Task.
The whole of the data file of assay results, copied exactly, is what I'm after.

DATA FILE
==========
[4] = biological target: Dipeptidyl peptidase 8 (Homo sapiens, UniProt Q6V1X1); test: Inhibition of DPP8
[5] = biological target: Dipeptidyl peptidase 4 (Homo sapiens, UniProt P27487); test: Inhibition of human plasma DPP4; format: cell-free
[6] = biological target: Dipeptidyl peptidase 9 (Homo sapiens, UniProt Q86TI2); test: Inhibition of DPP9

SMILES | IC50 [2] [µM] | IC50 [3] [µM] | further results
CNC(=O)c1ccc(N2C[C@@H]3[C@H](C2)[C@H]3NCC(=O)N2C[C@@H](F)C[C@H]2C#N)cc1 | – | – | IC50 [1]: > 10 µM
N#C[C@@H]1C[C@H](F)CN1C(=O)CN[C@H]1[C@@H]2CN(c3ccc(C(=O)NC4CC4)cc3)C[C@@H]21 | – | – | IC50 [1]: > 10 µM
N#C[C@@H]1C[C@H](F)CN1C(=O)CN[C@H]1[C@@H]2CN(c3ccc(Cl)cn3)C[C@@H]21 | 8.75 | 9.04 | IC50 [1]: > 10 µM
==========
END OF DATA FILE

[4] = biological target: Dipeptidyl peptidase 8 (Homo sapiens, UniProt Q6V1X1); test: Inhibition of DPP8
[5] = biological target: Dipeptidyl peptidase 4 (Homo sapiens, UniProt P27487); test: Inhibition of human plasma DPP4; format: cell-free
[6] = biological target: Dipeptidyl peptidase 9 (Homo sapiens, UniProt Q86TI2); test: Inhibition of DPP9

SMILES | IC50 [2] [µM] | IC50 [3] [µM] | further results
CNC(=O)c1ccc(N2C[C@@H]3[C@H](C2)[C@H]3NCC(=O)N2C[C@@H](F)C[C@H]2C#N)cc1 | – | – | IC50 [1]: > 10 µM
N#C[C@@H]1C[C@H](F)CN1C(=O)CN[C@H]1[C@@H]2CN(c3ccc(C(=O)NC4CC4)cc3)C[C@@H]21 | – | – | IC50 [1]: > 10 µM
N#C[C@@H]1C[C@H](F)CN1C(=O)CN[C@H]1[C@@H]2CN(c3ccc(Cl)cn3)C[C@@H]21 | 8.75 | 9.04 | IC50 [1]: > 10 µM